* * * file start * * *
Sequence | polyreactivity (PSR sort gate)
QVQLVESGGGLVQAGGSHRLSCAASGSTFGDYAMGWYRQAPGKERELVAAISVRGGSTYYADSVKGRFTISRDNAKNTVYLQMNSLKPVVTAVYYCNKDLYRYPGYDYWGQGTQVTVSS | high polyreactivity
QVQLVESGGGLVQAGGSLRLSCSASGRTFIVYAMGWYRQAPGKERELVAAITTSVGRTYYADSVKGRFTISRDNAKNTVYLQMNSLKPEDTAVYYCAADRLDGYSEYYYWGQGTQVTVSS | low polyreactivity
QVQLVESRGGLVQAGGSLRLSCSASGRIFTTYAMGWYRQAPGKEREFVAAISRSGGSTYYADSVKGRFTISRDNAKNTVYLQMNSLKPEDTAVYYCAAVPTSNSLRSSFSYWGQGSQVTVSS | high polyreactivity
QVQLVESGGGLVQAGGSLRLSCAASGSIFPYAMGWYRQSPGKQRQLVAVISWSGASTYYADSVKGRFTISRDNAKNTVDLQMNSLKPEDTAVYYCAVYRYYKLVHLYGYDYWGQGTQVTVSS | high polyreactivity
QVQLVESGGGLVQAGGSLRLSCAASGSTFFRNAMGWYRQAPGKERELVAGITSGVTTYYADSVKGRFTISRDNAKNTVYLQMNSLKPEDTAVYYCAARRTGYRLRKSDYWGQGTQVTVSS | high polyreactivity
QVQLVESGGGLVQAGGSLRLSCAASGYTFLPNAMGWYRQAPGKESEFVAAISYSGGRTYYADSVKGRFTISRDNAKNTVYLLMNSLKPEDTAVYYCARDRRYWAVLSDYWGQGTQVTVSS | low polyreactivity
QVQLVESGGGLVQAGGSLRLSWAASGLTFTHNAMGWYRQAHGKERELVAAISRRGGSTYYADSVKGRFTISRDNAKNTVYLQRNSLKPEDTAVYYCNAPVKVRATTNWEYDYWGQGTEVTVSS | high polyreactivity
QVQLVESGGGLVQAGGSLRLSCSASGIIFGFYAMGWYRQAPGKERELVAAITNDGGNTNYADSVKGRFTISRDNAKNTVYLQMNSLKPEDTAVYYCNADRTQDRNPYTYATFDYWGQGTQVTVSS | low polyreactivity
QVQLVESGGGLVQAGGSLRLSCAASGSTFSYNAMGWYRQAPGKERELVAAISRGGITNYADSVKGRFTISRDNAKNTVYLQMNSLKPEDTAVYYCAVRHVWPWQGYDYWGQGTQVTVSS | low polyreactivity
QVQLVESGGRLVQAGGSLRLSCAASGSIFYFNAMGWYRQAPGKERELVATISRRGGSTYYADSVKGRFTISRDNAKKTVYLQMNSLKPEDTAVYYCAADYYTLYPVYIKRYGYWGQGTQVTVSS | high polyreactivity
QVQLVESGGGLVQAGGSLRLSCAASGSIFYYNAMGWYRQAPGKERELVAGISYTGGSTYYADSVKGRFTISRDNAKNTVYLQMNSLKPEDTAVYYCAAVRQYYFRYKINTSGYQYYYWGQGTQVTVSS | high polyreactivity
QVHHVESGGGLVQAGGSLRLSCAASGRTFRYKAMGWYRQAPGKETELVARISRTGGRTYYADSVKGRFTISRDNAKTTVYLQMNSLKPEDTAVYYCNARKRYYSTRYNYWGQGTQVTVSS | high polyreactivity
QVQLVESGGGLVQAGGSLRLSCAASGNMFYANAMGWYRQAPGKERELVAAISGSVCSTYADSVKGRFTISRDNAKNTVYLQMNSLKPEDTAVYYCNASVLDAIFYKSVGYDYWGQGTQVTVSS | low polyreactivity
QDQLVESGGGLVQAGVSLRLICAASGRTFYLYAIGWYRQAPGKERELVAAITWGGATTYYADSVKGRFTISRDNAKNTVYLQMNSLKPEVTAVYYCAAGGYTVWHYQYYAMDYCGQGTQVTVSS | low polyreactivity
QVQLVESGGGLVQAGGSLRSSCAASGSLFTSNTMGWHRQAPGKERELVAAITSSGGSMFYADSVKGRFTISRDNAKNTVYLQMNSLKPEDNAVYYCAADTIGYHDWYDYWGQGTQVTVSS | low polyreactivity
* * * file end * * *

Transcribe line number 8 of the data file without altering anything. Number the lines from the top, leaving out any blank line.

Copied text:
QVQLVESGGGLVQAGGSLRLSWAASGLTFTHNAMGWYRQAHGKERELVAAISRRGGSTYYADSVKGRFTISRDNAKNTVYLQRNSLKPEDTAVYYCNAPVKVRATTNWEYDYWGQGTEVTVSS | high polyreactivity